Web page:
* Firms seek to refinance loans with debt in high-yield mkt
* Credit hedge funds among best performing in 2012
* Hedge funds profit as companies shift to bonds
By Tommy Wilkes
LONDON, Sept 17 (Reuters) - Hedge funds that bought into depressed corporate loans during the worst of the euro zone crisis are now being rewarded for their faith in a recovery, with returns of sometimes more than 30 percent.
Companies such as German forklift truck maker Kion and privately-held U.S. firm ServiceMaster are taking advantage of a booming high-yield bond market to refinance their loans and pay out investors, including hedge funds.
Strong demand for high-yield bonds - debt rated below investment grade but with bigger returns - has squeezed borrowing costs for some to a record low and companies have issued almost $250 billion of such bonds this year, with volumes last week hitting an all-time weekly high of $20.84 billion across 27 deals.
“In this environment of zero to low growth and low rates, this is one of the few strategies where you can earn real returns based on real underlying economics rather than just taking a directional bet on say, the euro...,” Robert Marquardt, founder of hedge fund investor Signet Management, said.
The strategy, which continues to be attractive, highlights how credit-focused funds - among the best performers in 2012 - are finding ways to wring profits from companies re-ordering their finances, especially as a bank pullback forces firms to look for alternative funding sources.
Earlier this year many funds made big gains from capital-starved banks buying back their own debt in so-called liability management exercises.
Among firms to have attracted hedge fund attention are Swiss chemical maker Ineos, German manufacturer Schaeffler, and Dako, a Danish cancer diagnostics tool maker, which have all refinanced this year, several managers active in the strategy told Reuters.
One, asking not to be named, said he had picked up Dako’s loans at close to 89 cents at the start of the year, before the debt was taken out at par just a few months later.
“We’ve done very well out of this ... We like the volatility,” he said.
Funds are also eyeing German forklift truck maker Kion. Its loans traded below 70 cents last October, according to Thomson Reuters LPC data, before the private-equity owned company refinanced some of its outstanding debts.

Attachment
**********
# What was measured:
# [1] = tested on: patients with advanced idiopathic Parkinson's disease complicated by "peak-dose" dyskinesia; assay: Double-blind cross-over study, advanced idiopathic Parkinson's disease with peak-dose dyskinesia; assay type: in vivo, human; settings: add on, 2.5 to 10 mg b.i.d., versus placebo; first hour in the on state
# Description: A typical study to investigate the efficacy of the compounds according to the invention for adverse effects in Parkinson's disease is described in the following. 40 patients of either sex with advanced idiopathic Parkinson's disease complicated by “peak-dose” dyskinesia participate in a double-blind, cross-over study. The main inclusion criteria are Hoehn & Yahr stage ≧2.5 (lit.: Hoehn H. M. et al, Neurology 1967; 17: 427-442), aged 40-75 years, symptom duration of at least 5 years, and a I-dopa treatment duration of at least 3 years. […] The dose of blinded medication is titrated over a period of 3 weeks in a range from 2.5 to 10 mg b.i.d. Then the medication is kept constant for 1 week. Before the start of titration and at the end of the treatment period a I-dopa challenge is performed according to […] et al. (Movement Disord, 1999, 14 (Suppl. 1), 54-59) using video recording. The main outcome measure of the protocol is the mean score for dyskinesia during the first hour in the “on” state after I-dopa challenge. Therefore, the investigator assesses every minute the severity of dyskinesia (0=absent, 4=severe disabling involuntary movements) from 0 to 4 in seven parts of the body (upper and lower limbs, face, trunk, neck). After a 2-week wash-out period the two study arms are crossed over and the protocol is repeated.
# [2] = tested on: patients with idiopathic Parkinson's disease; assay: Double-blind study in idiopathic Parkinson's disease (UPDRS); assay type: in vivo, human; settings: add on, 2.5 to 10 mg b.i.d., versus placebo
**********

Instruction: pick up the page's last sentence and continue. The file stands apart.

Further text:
Hedge funds are hopeful that a recent stake sale to Shandong Heavy Industry will allow the firm to further re-finance at par, handing them more profits.
Elsewhere, funds have traded U.S. firms such as ServiceMaster, a provider of services including pest control, which issued a high-yield bond last month to repay a loan, as well as housebuilder Beazer Homes and payment processor First Data Corp.
The European high-yield market has seen a surge in supply in September, while in the United States, a much bigger market, demand has pushed the average yield-to-worst - the lowest possible yield on a bond which the issuer can repurchase before maturity - on the Barclays U.S. high-yield index to its lowest ever level.
“We are seeing the emergence of a very strong high yield bond market in Europe. It still has a way to go to get to the breadth and depth of the U.S. high yield market, but it is developing fast,” Simon Davies, Head of Event Driven and High Yield at hedge fund Cheyne Capital, said.
Returns are not always huge, however, and many funds dived into company loans hovering above 90 percent of par - limiting gains to around 10 percent - but the strategy has still helped credit-focused funds become the best performing category this year.
The average fixed income corporate fund is up 6.9 percent, Hedge Fund Research shows, versus the average fund’s 3.5 percent.
Funds betting on company refinancings range from pure credit funds happy to hold the loans until maturity, to so-called ‘event-driven’ funds, which look for credits that have upcoming maturities and that they expect to pay back their loans early.
Many funds employ the tactic as part of a wider strategy set, making it difficult to know exactly the size of profits, but Marquardt at Signet estimates his event-driven managers have returned between 5 and 12 percent per annum in recent years.
The strategy is not a one-way bet, though.
In order to get the best returns, funds look to buy into loans that are years from maturity, leaving a longer time in which a company could get into difficulty refinancing its debts.
With bond spreads for solid companies falling, there are also fewer opportunities as prices get closer to par, leaving the managers chasing the more stressed - and riskier - firms.
“It’s not a free exercise for a company. Yields have come down and a lot of companies are trading above par. It costs them to refinance that debt,” Geraud Charpin, a portfolio manager at London-based BlueBay Asset Management, said.